I have been pretty lazy from many days. Haven’t been reading many blogs. Haven’t commented on many that I read. I was so lazy that my mom had to give death threats to make me download pics from the camera. My friend after pestering me for pics for more than 2 weeks, forgot that I had been on a trip when I gave her a link to the pics finally. One question that I keep hearing is “What is there to see in Karnataka? Any interesting places?”. These places were on my must-visit list from quite sometime now.
I had been to Hampi and Bijapur when I was a small kid and hence remembered nothing about them, other than what I saw in old photos where I am posing in front of every nice looking building with a pant and a new boy cut looking exactly like a boy (courtesy: my granddad). So finally I saw those places in this order : Hampi, Kudalasangama, Bijapur, Aihole, Pattadakal, Badami and Chitradurga.
Our first destination was Hampi which we reached pretty late evening. Thanks to the Hampi Utsav which was supposed to start the next day, there was lighting everywhere. The lighting glorified the monuments and temples. Hampi was the capital of Vijayanagara empire, founded by two people named Hakka and Bukka. The most famous emperor in that empire was Krishnadevaraya. This year marked 500th year of the coronation of Krishnadevaraya. It seems it was one of the richest kingdoms in the world, next only to Rome. They would sell gold, the way they sell groundnuts on the footpath today. It seems a rose costed 2 gold coins. So you can imagine how rich the dynasty was. I never knew that Krishnadevaraya ruled so many Indian states – from Orissa to Kanyakumari. It seems they had some 10,000 elephants in their kingdom and even the elephants have such beautiful stables constructed for them. Unfortunately, most of the kingdom is in ruins; thanks to the many invaders that India had – especially Muslim rulers who made it a point to break every deity present in almost 2000 temples which still exist in bits and pieces today.
One most interesting place is Vijaya Vittala temple, where dancers would perform sometimes. And for such occasions, they never used separate instruments. They have pillars which when hit produce sounds of various instruments. Unfortunately, one was allowed to hit them in the past but now since most part of the temple has been falling into pieces, government has banned public from hitting the pillars. The most famous ones are the stone chariot that you can find outside this temple and a huge statue of Ugra Narasimha. Apart from the stone chariot in Konark, this is the only stone chariot existing in India. The other places to visit there are Jalakanteshwara, Saasevekalu Ganesha, Virupaksha temple, Market, Hazara Rama temple, Dasara Dhibba, Queen’s bath, Lotus Mahal (where queens rested and is built in Muslim style and hence remains untouched) and Elephant stable. It seems they had their own air conditioning system in Lotus Mahal for summers. A water pipe with small holes sprayed water drops on to the walls and somehow kept the building cool.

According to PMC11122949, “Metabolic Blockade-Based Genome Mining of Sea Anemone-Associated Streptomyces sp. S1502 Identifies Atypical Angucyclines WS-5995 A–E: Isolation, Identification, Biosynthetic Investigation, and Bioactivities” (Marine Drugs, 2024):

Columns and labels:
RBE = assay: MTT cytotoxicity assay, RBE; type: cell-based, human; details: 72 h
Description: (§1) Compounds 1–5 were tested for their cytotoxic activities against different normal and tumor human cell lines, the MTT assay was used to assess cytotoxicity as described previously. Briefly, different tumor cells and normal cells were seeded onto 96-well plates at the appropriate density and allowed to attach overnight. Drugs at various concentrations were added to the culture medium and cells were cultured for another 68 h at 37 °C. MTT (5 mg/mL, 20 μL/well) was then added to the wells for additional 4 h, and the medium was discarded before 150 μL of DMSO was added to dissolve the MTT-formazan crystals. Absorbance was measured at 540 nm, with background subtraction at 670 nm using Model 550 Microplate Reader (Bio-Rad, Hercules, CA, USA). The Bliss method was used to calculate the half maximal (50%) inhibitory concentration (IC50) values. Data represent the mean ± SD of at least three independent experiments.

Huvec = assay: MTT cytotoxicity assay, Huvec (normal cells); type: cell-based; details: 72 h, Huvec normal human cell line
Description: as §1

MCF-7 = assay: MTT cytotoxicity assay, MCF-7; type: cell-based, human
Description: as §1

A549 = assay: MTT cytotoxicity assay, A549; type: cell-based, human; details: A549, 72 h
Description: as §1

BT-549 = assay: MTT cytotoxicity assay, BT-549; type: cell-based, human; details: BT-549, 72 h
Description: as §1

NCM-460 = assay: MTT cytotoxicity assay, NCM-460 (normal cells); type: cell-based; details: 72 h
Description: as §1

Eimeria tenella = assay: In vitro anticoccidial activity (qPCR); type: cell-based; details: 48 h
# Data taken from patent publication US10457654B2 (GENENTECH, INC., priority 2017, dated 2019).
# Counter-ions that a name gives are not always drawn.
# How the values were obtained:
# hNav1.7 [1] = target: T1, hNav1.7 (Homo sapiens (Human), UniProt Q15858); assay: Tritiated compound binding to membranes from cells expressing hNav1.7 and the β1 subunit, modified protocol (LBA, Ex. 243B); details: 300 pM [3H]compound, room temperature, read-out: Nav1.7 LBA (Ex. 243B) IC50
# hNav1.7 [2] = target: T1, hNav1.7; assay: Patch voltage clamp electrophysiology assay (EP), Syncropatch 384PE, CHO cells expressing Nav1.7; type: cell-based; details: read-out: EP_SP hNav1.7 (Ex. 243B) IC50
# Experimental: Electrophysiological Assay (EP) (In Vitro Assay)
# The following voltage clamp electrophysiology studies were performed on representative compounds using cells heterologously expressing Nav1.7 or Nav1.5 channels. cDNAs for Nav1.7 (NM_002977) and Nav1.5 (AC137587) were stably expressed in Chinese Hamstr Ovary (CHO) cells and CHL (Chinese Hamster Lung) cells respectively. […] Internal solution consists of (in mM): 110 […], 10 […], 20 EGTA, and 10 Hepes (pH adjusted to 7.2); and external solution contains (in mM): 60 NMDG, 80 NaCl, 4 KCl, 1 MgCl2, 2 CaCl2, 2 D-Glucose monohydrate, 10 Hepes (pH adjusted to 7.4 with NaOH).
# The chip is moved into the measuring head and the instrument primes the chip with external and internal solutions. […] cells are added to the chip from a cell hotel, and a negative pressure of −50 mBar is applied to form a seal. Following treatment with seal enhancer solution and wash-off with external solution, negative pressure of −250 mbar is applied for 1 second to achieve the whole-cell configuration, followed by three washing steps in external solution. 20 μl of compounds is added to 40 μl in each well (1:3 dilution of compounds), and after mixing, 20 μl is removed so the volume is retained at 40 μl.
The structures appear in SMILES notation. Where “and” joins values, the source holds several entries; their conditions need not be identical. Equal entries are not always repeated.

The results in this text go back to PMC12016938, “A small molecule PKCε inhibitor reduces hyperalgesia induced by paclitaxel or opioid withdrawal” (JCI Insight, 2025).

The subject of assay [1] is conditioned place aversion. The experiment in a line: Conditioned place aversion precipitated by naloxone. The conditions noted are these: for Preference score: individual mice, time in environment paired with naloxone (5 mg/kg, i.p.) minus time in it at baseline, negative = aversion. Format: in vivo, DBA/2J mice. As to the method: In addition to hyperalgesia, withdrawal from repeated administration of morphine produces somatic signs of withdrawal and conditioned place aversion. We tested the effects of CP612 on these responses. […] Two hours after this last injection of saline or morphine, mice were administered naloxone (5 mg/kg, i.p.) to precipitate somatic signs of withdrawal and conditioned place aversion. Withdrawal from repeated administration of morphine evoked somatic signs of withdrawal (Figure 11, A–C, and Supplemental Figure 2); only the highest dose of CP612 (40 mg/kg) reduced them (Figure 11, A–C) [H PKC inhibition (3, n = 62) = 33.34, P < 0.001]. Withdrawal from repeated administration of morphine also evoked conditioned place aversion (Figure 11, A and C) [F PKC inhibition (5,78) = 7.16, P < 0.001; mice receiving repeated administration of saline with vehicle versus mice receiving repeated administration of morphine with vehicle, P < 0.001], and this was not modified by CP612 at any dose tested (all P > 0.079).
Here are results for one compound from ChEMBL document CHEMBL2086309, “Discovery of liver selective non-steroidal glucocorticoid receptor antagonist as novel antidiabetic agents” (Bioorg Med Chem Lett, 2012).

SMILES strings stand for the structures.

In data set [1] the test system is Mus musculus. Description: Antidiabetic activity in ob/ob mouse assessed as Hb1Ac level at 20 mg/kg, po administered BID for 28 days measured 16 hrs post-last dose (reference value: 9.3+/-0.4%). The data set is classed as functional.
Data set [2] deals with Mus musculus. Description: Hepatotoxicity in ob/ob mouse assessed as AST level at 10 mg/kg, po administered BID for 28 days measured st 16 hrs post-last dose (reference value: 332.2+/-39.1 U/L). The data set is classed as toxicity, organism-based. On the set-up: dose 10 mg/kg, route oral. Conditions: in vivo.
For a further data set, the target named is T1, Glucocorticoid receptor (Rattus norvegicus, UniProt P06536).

Mysore Dasara is just a custom which Mysore maharaja continued after Vijayanagara empire fell. Dasara originated in Vijayanagara empire. It had 11 elephants in the dasara, while the mysore one just has one elephant.
The second place we visited was Kudalasangama. This happens to be the birth place of Basavanna and also a place where three rivers meet – Krishna, Gataprabha and Malaprabha. Basavanna was a philosopher and a social reformer. His “vachanas” are very famous. His samadhi along with Linga and a shiva temple are there.